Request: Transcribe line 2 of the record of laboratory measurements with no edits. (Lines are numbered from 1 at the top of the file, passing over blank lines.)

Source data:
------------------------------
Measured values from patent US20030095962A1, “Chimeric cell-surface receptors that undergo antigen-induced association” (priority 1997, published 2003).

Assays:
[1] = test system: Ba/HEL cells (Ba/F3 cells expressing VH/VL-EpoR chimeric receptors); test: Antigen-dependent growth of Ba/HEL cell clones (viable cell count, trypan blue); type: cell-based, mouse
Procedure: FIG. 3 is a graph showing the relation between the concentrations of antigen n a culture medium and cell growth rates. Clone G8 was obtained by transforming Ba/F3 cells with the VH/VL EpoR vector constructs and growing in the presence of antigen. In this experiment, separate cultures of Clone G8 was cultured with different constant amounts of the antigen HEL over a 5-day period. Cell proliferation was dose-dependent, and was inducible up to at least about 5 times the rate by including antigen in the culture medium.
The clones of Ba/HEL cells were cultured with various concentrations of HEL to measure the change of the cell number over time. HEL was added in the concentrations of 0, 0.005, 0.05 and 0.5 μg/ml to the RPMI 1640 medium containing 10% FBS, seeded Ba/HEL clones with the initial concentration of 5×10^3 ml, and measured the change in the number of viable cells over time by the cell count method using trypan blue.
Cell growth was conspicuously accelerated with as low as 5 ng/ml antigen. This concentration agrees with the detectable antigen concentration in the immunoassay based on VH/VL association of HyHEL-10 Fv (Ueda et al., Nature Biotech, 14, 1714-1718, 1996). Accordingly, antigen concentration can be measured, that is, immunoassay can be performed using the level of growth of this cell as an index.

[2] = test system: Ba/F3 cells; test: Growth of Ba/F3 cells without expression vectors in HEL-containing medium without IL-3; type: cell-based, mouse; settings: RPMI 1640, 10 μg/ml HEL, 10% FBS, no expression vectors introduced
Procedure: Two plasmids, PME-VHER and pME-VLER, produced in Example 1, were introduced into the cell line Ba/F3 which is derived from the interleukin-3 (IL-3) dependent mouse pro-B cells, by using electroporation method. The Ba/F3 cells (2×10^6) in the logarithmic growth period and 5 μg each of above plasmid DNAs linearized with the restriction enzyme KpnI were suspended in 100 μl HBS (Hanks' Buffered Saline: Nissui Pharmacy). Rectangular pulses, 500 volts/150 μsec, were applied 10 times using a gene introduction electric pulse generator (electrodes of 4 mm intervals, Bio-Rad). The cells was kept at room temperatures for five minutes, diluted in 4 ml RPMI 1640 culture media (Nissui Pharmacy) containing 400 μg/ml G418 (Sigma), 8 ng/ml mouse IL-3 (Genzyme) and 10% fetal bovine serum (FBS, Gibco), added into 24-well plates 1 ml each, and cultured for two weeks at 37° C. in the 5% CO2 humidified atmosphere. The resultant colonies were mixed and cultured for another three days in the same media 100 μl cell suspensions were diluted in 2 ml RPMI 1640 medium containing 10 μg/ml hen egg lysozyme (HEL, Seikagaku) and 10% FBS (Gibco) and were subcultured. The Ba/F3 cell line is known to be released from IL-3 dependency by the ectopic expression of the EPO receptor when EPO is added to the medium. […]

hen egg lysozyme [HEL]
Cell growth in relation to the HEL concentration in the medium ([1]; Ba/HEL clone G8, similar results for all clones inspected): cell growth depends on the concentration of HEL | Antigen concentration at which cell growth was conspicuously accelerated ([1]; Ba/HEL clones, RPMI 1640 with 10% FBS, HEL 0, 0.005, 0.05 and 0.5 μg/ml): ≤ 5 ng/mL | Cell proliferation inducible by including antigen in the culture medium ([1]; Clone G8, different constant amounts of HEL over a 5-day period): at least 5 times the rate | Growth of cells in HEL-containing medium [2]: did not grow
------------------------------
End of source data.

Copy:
Assays: